Monday, March 29, 2010

Reading for Strangers

There is a moment when the owner of a Tarot deck has to decide to be more than a student and become a reader. In the prospect of reading for a stranger there is a certain amount of fear and anxiety. Going public with the Tarot is a defining moment. Many use Tarot privately and personally and some who venture to layout the cards for family and friends. These are all relatively safe ways in which to explore the cards, their meanings and reading them. Yet there is a divide to be crossed to read for a stranger for the first time.

It is my guess that along with the issues of fear and confidence there may be an barrier of opportunity. Some locations do not lend themselves to an open acceptance of the Tarot. Small towns, conservative communities and even some family members may be obstacles for some to be able to find opportunities to do it for the first time. In a great many areas there is an openness to non-traditional spiritual exploration and even an excitement to search out the mysteries of life in a myriad of ways. These areas are encouraging and lend themselves to sharing about and using the Tarot. Yet for some they live in an area that is a closed, restricted and hold to limited social conventions. For the new and ambitious reader there is a compounded sense that along with the normal first time jitters there is the consideration of being a Tarot ambassador in a potentially hostile environment.

There are many obstacles that block and deter us on our pursuit to develop. Crossing the threshold of Tarot for myself and into Tarot for others is one of many testing grounds. The battle to find yourself with a stranger and a tarot spread between you is worthy and full of rewards. Without the attempt there will always be lingering questions about if it is possible for you to read for a stranger. This question may linger perpetually over your understanding and confidence.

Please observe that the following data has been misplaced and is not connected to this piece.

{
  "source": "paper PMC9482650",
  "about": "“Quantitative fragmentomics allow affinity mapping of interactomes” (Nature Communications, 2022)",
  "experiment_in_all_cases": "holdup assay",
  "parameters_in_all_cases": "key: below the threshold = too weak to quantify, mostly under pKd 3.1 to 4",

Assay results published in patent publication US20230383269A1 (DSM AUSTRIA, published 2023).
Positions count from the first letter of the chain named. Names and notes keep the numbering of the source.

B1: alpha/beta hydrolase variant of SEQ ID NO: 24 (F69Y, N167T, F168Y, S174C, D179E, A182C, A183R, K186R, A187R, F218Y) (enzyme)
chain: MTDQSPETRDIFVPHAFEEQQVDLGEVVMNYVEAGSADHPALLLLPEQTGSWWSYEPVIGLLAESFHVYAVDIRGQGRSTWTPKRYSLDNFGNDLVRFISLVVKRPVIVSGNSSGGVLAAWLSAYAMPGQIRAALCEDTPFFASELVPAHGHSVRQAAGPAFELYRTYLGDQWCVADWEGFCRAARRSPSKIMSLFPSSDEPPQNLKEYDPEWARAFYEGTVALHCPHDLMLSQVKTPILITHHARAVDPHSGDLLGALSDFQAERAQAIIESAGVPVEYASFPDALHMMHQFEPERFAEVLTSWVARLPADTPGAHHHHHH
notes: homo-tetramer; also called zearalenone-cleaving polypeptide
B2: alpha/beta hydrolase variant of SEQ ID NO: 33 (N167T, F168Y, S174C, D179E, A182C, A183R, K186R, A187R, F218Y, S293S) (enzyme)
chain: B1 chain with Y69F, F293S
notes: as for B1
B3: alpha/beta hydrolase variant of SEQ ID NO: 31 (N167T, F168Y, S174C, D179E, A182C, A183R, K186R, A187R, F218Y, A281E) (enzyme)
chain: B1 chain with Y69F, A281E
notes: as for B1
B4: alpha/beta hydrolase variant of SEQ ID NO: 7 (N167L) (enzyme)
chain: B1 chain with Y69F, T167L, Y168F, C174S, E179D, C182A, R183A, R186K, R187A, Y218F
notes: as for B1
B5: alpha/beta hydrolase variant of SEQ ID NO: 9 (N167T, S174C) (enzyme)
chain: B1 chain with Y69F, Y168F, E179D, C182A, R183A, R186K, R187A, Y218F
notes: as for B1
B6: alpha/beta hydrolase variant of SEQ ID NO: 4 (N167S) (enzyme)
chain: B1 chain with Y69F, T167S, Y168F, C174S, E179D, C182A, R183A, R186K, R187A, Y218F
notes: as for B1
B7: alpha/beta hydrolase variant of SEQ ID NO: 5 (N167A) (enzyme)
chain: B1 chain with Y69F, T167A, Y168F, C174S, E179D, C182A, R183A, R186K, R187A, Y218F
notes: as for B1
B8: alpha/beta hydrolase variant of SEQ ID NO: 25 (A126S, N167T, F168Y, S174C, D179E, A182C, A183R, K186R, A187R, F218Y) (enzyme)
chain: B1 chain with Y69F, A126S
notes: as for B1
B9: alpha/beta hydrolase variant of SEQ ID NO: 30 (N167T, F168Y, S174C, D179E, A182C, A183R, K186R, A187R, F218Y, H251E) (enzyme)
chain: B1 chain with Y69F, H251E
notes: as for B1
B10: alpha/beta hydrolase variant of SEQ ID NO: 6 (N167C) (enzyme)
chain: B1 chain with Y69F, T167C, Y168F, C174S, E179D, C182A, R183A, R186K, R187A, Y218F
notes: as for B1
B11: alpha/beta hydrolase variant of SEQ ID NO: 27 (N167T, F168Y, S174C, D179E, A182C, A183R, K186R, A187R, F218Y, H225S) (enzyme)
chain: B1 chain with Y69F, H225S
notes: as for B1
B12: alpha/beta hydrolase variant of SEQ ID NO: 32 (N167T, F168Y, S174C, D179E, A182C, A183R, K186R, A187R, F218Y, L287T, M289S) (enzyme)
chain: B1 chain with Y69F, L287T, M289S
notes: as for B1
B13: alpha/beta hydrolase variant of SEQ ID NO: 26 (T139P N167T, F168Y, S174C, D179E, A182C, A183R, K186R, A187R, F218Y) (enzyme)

So what are the rewards that are the fruit of reading for others? First and primarily is the sense of self-understanding. What is your depth of knowledge about the meanings of the cards and the ways they communicate to you? Do you have the skill to verbalize the symbolic language of the cards to another who has limited or zero understanding of Tarot? The very attempt at in your reading skill will help you gain a perspective on where you are in your understanding of a subject. When you are out there for the first time you may need to remind yourself that it is a reward. Remember that important rule of Tarot reading, insight is always a gift.

A second reward is practice. It may seem odd to discuss practice as a reward but for many it is a sweet opportunity. Being isolated and feeling alone, there is a claustrophobic feel knowing that there are only so many ways of using the cards alone and by yourself. Engaging the challenge of reading the cards for strangers is insightful, fun and confidence building. I am staying away from the issue of reading professionally but simply focusing on the act of reading. When you read for family and friends you know there stories and can connect the cards with greater ease than with a stranger you know nothing about and simply have to rely on the cards. The very chance to discuss Tarot with another live person is amazing but greater than that the chance to use your skills is a validation.

Finally there is a truth in life and practice that we all must give as well as receive. As a tarot reader, I believe that the very truth of the universe is waiting to be revealed in a spread of cards. To receive that blessing of revelation demands that I in someway bless others. By reading for others we are able to complete that cycle and renews the balance. One of the best ways to break through a dry spell or a learning plateau is found in pouring yourself into a spread to give someone else a clearer picture of their life and place in the world. Giving back to the universe in this way you reopen yourself up to the cycle of recieving again. In this idea there are more ways to give a blessing than performing readings but for me it is a ritual part of my practice read for others to prime the pump for my own personal insights.

If you have not yet taken the leap into reading for strangers but are excited by the possibility take heart there are opportunities available! In my next post I will be discussing how I learned learned to read for strangers in a safe and rewarding environment and how you can as well.

Be well,


Saturday, March 27, 2010

New Look and Direction